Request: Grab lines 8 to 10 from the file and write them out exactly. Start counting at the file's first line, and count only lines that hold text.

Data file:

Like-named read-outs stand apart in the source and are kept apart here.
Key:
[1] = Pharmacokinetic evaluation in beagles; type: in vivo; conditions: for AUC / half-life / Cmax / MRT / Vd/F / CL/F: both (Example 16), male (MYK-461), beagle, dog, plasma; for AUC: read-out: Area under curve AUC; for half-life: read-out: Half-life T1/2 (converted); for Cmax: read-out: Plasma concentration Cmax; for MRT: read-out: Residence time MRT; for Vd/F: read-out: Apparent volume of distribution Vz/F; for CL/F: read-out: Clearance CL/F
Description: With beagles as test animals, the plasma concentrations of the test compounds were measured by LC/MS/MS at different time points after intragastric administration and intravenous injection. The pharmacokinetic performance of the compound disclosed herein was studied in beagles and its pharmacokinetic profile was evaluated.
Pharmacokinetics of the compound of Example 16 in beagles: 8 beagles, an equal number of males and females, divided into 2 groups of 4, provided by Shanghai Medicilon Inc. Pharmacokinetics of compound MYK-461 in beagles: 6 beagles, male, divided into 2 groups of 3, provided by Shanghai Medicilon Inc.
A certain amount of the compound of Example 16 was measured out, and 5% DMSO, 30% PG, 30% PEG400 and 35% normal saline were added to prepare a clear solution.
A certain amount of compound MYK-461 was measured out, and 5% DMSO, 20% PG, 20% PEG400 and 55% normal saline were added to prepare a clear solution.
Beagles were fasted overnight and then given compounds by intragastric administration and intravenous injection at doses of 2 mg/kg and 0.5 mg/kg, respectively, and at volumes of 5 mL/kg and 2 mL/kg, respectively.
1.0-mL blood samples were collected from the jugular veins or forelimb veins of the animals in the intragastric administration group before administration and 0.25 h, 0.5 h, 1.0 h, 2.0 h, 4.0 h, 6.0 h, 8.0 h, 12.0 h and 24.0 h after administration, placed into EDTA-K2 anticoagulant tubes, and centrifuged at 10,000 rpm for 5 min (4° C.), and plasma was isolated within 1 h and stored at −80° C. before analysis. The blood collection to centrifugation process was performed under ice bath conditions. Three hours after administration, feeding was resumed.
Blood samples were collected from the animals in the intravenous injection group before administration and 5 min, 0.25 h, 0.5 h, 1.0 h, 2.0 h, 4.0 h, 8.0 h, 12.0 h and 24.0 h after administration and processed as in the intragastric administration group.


Beagles were fasted overnight and then given compounds by intragastric administration and intravenous injection at doses of 2 mg/kg and 0.5 mg/kg, respectively, and at volumes of 5 mL/kg and 2 mL/kg, respectively.
1.0-mL blood samples were collected from the jugular veins or forelimb veins of the animals in the intragastric administration group before administration and 0.25 h, 0.5 h, 1.0 h, 2.0 h, 4.0 h, 6.0 h, 8.0 h, 12.0 h and 24.0 h after administration, placed into EDTA-K2 anticoagulant tubes, and centrifuged at 10,000 rpm for 5 min (4° C.), and plasma was isolated within 1 h and stored at −80° C. before analysis. The blood collection to centrifugation process was performed under ice bath conditions. Three hours after administration, feeding was resumed.
Blood samples were collected from the animals in the intravenous injection group before administration and 5 min, 0.25 h, 0.5 h, 1.0 h, 2.0 h, 4.0 h, 8.0 h, 12.0 h and 24.0 h after administration and processed as in the intragastric administration group.